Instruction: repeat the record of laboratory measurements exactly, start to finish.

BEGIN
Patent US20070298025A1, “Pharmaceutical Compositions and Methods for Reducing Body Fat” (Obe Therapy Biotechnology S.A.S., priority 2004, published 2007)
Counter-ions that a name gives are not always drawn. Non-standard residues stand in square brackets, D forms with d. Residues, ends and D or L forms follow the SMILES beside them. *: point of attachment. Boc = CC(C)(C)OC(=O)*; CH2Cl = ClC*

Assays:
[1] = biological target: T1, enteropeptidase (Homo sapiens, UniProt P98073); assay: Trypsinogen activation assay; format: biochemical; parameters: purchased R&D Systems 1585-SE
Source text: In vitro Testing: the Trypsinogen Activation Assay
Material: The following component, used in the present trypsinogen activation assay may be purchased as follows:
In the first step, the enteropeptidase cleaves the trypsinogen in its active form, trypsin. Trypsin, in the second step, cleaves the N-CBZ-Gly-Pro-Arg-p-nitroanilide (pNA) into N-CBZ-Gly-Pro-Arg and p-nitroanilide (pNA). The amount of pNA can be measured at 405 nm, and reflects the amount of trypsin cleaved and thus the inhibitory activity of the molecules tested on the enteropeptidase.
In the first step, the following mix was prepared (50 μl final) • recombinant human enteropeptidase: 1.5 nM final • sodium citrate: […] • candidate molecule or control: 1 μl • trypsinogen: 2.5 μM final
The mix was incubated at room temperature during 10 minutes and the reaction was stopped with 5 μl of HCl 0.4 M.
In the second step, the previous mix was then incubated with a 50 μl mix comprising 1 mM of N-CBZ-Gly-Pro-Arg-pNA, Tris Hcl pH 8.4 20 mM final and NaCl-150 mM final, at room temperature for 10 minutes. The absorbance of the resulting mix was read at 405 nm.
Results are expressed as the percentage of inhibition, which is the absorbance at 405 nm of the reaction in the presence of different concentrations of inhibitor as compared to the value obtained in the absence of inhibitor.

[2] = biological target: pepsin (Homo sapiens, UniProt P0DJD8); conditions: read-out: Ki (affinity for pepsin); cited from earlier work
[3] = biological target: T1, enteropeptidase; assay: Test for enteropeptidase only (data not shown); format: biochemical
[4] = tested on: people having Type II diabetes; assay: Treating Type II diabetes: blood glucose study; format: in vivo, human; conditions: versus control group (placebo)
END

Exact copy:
Patent US20070298025A1, “Pharmaceutical Compositions and Methods for Reducing Body Fat” (Obe Therapy Biotechnology S.A.S., priority 2004, published 2007)
Counter-ions that a name gives are not always drawn. Non-standard residues stand in square brackets, D forms with d. Residues, ends and D or L forms follow the SMILES beside them. *: point of attachment. Boc = CC(C)(C)OC(=O)*; CH2Cl = ClC*

Assays:
[1] = biological target: T1, enteropeptidase (Homo sapiens, UniProt P98073); assay: Trypsinogen activation assay; format: biochemical; parameters: purchased R&D Systems 1585-SE
Source text: In vitro Testing: the Trypsinogen Activation Assay
Material: The following component, used in the present trypsinogen activation assay may be purchased as follows:
In the first step, the enteropeptidase cleaves the trypsinogen in its active form, trypsin. Trypsin, in the second step, cleaves the N-CBZ-Gly-Pro-Arg-p-nitroanilide (pNA) into N-CBZ-Gly-Pro-Arg and p-nitroanilide (pNA). The amount of pNA can be measured at 405 nm, and reflects the amount of trypsin cleaved and thus the inhibitory activity of the molecules tested on the enteropeptidase.
In the first step, the following mix was prepared (50 μl final) • recombinant human enteropeptidase: 1.5 nM final • sodium citrate: […] • candidate molecule or control: 1 μl • trypsinogen: 2.5 μM final
The mix was incubated at room temperature during 10 minutes and the reaction was stopped with 5 μl of HCl 0.4 M.
In the second step, the previous mix was then incubated with a 50 μl mix comprising 1 mM of N-CBZ-Gly-Pro-Arg-pNA, Tris Hcl pH 8.4 20 mM final and NaCl-150 mM final, at room temperature for 10 minutes. The absorbance of the resulting mix was read at 405 nm.
Results are expressed as the percentage of inhibition, which is the absorbance at 405 nm of the reaction in the presence of different concentrations of inhibitor as compared to the value obtained in the absence of inhibitor.

[2] = biological target: pepsin (Homo sapiens, UniProt P0DJD8); conditions: read-out: Ki (affinity for pepsin); cited from earlier work
[3] = biological target: T1, enteropeptidase; assay: Test for enteropeptidase only (data not shown); format: biochemical
[4] = tested on: people having Type II diabetes; assay: Treating Type II diabetes: blood glucose study; format: in vivo, human; conditions: versus control group (placebo)